"The waitress looked at me in a rather alarmed way, and mumbled, 'I didn't see anyone,' and hastened to deliver her tray load to one of the tables.
"I hesitated because I was conscious of my embarrassing position, but I saw no way out. I raised my voice and said, 'Has anyone here seen a redheaded woman come in just a moment ago?' There was dead silence. Everyone looked up at me, staring stupidly. Even the man on the couch turned his head to look at me and he shook his head at me in a clear negative. The others didn't even do that much, but their vacant stares were clear enough indication that they hadn't seen her.
"Then it occurred to me that the waitress must have emerged from the kitchen. For a minute, I was sure that Helen was hiding there and I felt triumphant. Regardless of the fact that my actions might induce some of the staff to call hotel security, or the police, even, I marched firmly through a pair of swinging doors into the kitchen. There was the chef there, a couple of assistants, and another waitress. No Helen. There was one small further door which might have been a private lavatory for the kitchen staff, and I had gone too far to back down. I walked over and flung the door open. It was a lavatory, and it was empty. By then the chef and his assistants were shouting at me, and I said, 'Sorry,' and left quickly. I didn't see any closets there large enough to hold a human being.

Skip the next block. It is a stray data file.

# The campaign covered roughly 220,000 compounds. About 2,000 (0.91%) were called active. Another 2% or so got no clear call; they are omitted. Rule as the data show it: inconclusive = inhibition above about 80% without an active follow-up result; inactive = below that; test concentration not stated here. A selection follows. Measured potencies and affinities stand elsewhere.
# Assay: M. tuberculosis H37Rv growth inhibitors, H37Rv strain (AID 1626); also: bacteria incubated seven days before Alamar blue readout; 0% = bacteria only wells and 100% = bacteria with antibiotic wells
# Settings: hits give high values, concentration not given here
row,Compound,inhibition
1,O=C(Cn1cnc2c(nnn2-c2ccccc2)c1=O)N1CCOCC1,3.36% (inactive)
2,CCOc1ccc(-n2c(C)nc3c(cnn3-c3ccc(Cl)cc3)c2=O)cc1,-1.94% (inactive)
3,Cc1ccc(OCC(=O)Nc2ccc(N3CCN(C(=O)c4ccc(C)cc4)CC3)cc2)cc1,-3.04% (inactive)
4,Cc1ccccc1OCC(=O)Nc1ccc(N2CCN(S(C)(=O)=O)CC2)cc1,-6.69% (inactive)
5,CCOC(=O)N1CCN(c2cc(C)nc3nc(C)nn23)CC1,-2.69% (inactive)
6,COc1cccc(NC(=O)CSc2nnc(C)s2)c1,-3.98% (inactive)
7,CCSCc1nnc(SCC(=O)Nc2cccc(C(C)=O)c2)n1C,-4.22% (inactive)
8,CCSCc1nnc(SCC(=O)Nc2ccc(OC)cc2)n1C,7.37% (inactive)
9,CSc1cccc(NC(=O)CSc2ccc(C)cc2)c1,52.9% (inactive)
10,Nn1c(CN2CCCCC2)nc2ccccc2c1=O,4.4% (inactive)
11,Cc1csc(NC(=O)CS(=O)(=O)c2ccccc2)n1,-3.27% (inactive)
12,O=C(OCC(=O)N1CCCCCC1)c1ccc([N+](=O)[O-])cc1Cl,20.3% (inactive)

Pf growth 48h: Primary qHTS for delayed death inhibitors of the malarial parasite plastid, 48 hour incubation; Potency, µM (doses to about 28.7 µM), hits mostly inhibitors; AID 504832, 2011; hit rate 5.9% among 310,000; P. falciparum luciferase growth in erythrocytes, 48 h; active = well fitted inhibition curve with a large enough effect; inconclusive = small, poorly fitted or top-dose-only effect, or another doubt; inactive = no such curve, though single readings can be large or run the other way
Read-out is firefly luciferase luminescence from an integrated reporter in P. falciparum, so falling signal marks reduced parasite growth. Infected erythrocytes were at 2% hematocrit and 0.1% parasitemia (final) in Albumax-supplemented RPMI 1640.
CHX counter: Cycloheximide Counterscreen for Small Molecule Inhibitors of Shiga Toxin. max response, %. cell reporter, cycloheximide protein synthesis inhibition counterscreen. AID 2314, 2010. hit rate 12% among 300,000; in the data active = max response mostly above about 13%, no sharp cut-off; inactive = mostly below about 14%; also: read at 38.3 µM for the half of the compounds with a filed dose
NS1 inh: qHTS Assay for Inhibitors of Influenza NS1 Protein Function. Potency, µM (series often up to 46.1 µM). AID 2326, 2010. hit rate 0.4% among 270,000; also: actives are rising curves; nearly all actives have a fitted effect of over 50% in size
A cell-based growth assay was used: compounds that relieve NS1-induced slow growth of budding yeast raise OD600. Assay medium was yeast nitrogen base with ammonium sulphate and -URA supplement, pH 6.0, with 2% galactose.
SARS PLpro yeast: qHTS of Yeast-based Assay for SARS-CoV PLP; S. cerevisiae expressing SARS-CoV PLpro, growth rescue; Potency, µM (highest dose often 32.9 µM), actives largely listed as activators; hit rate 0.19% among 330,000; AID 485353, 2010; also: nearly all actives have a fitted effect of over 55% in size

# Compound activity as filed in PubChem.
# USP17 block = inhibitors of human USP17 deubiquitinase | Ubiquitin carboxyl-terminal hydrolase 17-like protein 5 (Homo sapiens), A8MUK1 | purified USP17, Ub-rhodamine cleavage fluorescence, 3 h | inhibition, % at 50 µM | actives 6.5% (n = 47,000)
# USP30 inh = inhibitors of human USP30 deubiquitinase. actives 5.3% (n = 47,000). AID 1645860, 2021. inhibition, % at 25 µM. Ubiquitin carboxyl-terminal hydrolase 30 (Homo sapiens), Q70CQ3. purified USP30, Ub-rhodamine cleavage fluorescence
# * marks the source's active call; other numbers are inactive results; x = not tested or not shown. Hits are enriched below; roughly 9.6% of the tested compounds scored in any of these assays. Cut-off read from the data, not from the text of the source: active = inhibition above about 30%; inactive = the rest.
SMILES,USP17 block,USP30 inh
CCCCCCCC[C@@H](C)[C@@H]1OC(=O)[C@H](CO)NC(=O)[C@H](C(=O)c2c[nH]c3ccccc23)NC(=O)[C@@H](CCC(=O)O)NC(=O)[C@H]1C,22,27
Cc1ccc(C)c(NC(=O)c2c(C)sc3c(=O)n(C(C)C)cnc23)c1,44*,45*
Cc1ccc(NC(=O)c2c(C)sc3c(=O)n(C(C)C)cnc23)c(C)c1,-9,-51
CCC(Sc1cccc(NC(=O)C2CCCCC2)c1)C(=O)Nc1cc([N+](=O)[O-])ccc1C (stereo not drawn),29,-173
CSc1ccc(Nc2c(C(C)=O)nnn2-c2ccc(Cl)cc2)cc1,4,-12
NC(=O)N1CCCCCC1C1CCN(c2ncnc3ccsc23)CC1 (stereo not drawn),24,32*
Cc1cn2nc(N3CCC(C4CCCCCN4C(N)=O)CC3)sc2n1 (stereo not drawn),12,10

"I stepped back into the restaurant. Everyone was still looking at me, and I could do nothing but return to the lobby. It was as though the instant Helen had passed through the doorway into the restaurant, she had vanished."
Anderssen sat back, spread his hands in blank despair. "Just vanished."
Drake said, "What did you do?"
Anderssen said, "I went out and talked to the cashier. She had been away from her station for a few moments and she hadn't even seen me go in, let alone Helen. She told me about the rest rooms and that there was no exit to the street.
"Then I went to talk to the room clerk, which demoralized me further. He was busy and I had to wait. I wanted to yell, "This is a matter of life and death,' but I was beginning to think I would be carried off to an asylum if I didn't behave in a totally proper way. And when I spoke to him, the room clerk turned out to be a total zero, though what could I really have expected from him?"
"And then what did you do?" asked Drake.